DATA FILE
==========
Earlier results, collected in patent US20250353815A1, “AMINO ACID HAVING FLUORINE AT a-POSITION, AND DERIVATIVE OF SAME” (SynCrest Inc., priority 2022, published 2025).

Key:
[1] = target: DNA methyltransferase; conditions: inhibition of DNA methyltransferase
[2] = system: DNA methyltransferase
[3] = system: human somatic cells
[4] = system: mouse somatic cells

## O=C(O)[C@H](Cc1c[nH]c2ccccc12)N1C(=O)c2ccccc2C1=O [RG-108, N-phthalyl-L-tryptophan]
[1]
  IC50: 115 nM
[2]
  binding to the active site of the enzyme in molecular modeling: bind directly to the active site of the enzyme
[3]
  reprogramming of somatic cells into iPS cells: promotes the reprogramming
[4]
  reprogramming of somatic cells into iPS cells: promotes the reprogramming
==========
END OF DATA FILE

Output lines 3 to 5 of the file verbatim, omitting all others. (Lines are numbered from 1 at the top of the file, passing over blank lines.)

[1] = target: DNA methyltransferase; conditions: inhibition of DNA methyltransferase
[2] = system: DNA methyltransferase
[3] = system: human somatic cells